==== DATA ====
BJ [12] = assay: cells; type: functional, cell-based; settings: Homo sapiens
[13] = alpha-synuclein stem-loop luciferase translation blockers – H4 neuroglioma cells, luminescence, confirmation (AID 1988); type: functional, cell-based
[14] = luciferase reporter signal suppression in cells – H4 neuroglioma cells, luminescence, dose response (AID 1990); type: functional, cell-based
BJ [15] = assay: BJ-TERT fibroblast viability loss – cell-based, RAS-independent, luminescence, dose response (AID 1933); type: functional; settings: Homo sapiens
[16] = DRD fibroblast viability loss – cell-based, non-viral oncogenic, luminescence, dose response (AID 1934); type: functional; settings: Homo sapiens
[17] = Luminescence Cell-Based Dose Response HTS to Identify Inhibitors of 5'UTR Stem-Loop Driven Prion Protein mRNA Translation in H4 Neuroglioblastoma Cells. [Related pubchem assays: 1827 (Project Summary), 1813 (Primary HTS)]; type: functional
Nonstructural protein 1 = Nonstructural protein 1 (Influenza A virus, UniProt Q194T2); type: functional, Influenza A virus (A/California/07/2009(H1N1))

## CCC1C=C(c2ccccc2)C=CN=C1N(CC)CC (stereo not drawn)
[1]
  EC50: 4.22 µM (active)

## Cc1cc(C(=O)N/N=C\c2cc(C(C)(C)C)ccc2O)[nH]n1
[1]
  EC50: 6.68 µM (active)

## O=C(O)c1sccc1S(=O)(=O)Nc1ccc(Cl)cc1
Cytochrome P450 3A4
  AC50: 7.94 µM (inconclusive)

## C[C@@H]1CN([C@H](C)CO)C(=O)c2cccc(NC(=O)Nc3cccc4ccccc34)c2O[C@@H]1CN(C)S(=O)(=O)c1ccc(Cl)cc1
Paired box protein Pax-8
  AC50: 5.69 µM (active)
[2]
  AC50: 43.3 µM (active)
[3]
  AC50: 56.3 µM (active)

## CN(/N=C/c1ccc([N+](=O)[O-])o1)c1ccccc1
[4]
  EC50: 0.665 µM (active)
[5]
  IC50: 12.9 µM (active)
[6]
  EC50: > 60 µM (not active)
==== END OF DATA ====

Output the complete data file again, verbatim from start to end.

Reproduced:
BJ [12] = assay: cells; type: functional, cell-based; settings: Homo sapiens
[13] = alpha-synuclein stem-loop luciferase translation blockers – H4 neuroglioma cells, luminescence, confirmation (AID 1988); type: functional, cell-based
[14] = luciferase reporter signal suppression in cells – H4 neuroglioma cells, luminescence, dose response (AID 1990); type: functional, cell-based
BJ [15] = assay: BJ-TERT fibroblast viability loss – cell-based, RAS-independent, luminescence, dose response (AID 1933); type: functional; settings: Homo sapiens
[16] = DRD fibroblast viability loss – cell-based, non-viral oncogenic, luminescence, dose response (AID 1934); type: functional; settings: Homo sapiens
[17] = Luminescence Cell-Based Dose Response HTS to Identify Inhibitors of 5'UTR Stem-Loop Driven Prion Protein mRNA Translation in H4 Neuroglioblastoma Cells. [Related pubchem assays: 1827 (Project Summary), 1813 (Primary HTS)]; type: functional
Nonstructural protein 1 = Nonstructural protein 1 (Influenza A virus, UniProt Q194T2); type: functional, Influenza A virus (A/California/07/2009(H1N1))

## CCC1C=C(c2ccccc2)C=CN=C1N(CC)CC (stereo not drawn)
[1]
  EC50: 4.22 µM (active)

## Cc1cc(C(=O)N/N=C\c2cc(C(C)(C)C)ccc2O)[nH]n1
[1]
  EC50: 6.68 µM (active)

## O=C(O)c1sccc1S(=O)(=O)Nc1ccc(Cl)cc1
Cytochrome P450 3A4
  AC50: 7.94 µM (inconclusive)

## C[C@@H]1CN([C@H](C)CO)C(=O)c2cccc(NC(=O)Nc3cccc4ccccc34)c2O[C@@H]1CN(C)S(=O)(=O)c1ccc(Cl)cc1
Paired box protein Pax-8
  AC50: 5.69 µM (active)
[2]
  AC50: 43.3 µM (active)
[3]
  AC50: 56.3 µM (active)

## CN(/N=C/c1ccc([N+](=O)[O-])o1)c1ccccc1
[4]
  EC50: 0.665 µM (active)
[5]
  IC50: 12.9 µM (active)
[6]
  EC50: > 60 µM (not active)